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The 2012 Chevrolet Volt with a Low Emissions Package will be eligible to drive in the HOV lane  (Source: inhabitat.com)

GM's Tracking Solar Tree in Warren, Michigan  (Source: media.gm.com)
California 2012 Volt drivers with the Low Emissions Package can receive the rebate and HOV access in early 2012

General Motors Co. is making renewable energy a top priority with new ventures that include a Low Emissions Package for Chevrolet Volt drivers in California and a Tracking Solar Tree for EV charging in Michigan.

Californians who have purchased a 2012 Volt will be eligible for a Low Emissions Package starting early 2012. One perk associated with the package is access to California's High Occupancy Vehicle (HOV) traffic lane, which allows drivers to bypass congested traffic by using this lane.

Originally, the HOV lane was only for vehicles with two or more people onboard. This was later changed to allow single occupancy use for those with a low-emissions vehicle. There are currently over 1,400 miles of HOV lanes in California.

"HOV lane access is a coveted perk in California," said Chris Perry, vice president of Global Chevrolet Marketing. "The low-emissions Volt will be a strong draw for drivers who commute daily in the most congested driving environments in the United States."

2012 Volt drivers with the Low Emissions Package can apply for one of the 40,000 available HOV lane stickers.

In addition to HOV lane stickers, California Volt drivers with the Low Emissions Package are eligible to receive $1,500 in state rebates via the California Clean Vehicle Rebate Project. Volt drivers will also receive the $7,500 tax credit from the federal government.

But California isn't the only state receiving some clean perks. Michigan has a solar charging canopy called the Tracking Solar Tree, which moves with the sun and helps to charge GM's EVs.

The Tracking Solar Tree was built by Envision Solar in America, and consists of a hybrid multi-axis tracking design. This particular design allows the canopy to move with the sun, collecting more energy from sunlight throughout the day.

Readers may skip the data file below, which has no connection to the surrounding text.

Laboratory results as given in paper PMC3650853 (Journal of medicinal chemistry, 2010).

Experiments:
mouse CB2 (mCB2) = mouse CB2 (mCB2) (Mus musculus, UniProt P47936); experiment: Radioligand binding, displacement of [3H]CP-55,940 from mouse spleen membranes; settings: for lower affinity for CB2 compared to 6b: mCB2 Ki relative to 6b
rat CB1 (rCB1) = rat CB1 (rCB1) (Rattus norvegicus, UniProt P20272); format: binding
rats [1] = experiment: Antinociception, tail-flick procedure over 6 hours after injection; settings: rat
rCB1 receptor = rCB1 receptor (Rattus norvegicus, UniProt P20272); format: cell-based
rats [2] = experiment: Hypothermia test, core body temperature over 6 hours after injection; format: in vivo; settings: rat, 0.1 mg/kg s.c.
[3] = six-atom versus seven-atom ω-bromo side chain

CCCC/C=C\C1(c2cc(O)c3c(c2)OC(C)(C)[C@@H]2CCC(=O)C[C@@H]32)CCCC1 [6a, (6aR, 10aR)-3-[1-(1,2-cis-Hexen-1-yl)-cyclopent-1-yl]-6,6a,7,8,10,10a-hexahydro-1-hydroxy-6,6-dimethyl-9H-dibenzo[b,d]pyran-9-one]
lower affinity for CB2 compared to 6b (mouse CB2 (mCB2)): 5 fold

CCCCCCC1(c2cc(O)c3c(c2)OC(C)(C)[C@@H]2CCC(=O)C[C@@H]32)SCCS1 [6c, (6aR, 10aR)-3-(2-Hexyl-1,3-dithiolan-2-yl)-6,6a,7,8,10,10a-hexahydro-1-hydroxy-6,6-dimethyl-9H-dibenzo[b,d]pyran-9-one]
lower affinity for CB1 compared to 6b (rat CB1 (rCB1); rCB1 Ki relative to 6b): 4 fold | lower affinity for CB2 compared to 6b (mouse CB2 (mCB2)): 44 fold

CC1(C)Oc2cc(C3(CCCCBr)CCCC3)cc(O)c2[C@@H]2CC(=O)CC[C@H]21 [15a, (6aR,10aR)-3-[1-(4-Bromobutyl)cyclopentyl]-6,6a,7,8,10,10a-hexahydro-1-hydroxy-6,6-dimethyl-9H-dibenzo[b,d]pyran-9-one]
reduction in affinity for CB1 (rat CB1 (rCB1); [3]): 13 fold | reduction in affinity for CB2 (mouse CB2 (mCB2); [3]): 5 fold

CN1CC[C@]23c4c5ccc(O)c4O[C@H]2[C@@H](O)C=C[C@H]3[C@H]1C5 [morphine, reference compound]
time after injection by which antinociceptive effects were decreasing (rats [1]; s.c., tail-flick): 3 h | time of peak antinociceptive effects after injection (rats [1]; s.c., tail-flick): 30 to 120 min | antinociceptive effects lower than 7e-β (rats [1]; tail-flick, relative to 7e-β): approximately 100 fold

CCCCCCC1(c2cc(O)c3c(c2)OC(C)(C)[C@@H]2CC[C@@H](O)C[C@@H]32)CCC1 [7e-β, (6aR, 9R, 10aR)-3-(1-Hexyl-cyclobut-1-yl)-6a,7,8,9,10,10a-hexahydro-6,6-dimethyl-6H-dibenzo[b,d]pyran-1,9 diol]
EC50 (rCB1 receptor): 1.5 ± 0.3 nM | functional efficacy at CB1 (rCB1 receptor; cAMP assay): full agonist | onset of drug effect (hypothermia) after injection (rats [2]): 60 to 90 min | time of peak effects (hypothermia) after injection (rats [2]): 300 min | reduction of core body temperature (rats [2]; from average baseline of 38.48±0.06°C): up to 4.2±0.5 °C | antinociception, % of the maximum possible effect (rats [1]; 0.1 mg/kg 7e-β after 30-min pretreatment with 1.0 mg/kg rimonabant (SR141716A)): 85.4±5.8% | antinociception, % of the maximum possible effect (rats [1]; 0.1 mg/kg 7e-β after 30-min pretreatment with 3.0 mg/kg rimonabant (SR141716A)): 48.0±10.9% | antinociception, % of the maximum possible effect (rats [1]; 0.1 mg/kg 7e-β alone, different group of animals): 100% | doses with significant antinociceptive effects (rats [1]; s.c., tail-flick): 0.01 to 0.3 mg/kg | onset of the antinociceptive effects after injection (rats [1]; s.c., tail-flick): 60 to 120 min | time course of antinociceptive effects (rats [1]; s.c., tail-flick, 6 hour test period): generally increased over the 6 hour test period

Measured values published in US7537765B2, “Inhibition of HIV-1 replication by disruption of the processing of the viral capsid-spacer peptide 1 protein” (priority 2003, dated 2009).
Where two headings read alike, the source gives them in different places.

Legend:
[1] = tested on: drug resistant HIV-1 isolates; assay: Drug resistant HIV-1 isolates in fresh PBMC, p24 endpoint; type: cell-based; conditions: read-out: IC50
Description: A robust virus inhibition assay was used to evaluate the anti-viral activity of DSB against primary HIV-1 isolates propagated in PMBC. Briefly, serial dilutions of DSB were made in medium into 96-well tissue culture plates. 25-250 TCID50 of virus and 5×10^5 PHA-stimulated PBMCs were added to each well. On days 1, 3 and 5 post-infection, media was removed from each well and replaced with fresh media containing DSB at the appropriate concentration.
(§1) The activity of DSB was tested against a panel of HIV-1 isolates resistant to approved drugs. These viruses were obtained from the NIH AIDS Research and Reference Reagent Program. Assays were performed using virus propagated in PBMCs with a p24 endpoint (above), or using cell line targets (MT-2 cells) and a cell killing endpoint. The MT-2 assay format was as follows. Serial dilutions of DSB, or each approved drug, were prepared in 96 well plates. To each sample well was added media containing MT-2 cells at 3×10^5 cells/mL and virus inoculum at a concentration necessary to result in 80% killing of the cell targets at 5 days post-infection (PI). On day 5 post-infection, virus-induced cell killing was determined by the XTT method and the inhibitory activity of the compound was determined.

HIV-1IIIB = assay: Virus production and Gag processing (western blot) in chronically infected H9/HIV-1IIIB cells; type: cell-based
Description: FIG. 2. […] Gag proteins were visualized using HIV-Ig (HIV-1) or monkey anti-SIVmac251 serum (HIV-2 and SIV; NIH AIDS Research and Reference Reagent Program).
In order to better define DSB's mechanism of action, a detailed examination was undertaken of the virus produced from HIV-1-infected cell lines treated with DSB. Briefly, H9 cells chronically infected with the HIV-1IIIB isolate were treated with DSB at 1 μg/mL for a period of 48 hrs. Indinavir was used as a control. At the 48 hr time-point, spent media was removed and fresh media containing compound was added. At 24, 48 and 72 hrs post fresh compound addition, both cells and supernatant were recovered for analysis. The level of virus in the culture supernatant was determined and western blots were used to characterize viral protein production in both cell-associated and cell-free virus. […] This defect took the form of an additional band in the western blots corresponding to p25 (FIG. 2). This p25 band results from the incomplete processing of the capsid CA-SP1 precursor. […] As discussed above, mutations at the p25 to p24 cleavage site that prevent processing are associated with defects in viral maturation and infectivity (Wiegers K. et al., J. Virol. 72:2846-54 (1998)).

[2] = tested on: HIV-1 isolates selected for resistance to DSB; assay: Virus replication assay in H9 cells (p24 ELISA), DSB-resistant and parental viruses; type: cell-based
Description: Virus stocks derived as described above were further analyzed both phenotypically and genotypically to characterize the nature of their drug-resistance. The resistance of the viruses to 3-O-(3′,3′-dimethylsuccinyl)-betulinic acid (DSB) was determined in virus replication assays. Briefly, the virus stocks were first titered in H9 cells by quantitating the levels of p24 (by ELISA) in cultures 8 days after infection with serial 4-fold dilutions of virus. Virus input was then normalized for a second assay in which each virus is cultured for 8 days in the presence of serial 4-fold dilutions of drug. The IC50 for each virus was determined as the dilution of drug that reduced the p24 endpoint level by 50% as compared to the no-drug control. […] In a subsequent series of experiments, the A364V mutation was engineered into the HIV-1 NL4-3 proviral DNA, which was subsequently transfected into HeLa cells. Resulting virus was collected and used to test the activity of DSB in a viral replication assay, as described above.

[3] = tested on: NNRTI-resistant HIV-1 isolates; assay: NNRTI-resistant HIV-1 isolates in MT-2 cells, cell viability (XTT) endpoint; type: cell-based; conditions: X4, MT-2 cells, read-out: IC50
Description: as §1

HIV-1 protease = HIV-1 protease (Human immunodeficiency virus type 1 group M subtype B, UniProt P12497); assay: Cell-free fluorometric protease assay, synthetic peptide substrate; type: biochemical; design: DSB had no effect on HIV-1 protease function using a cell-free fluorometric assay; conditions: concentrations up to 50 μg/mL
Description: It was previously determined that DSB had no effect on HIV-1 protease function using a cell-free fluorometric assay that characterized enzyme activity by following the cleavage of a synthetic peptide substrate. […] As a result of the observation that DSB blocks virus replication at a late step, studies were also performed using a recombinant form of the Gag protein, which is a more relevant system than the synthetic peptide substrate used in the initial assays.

"We are constantly looking for places where we can add a renewable focus," said Rob Threlkeld, GM global manager of renewable energy. "This solar tree is an ideal addition because not only does it provide a space to charge our electric vehicles, but it's another step in our journey toward cleaner energy use."

According to GM, the Tracking Solar Tree is able to increase renewable energy production by about 25 percent due to its movable parts. In addition, the tree will produce up to 30,000-kilowatt hours per year and generate enough solar energy to charge six EVs daily.

The Tracking Solar Tree is currently located at the GM Company Vehicle Operations in Warren, Michigan.

Sources: GM, GM



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RE: WHAT !
By Spuke on 11/17/2011 12:50:32 PM , Rating: 2
quote:
Now this is saying that the HOV lane on the FREEWAY is open to the VOLT! WHAT! Guess GM is trying all angles to sell these things!
GM has nothing to do with what car gets HOV access in CA. It's ENTIRELY political.


RE: WHAT !
By Dr of crap on 11/17/2011 4:19:58 PM , Rating: 2
Yea, and you don't think the GM MIGHT have made a politcal contribution to someone to get this passed??

Where have you been MR Naive?


RE: WHAT !
By Master Kenobi (blog) on 11/17/2011 6:33:54 PM , Rating: 2
Heh, not necessary in California. Their idiot politicians do this sort of stuff all the time on their own to keep their ultra liberal voters happy. California likes their reputation as the state that pushes green to the maximum. Consequently they are also the most bankrupt state in the union. Coincidence? I think not.


RE: WHAT !
By Spuke on 11/17/2011 9:08:40 PM , Rating: 2
Yep, CA does this sh!t on their own. No help needed from the outside.


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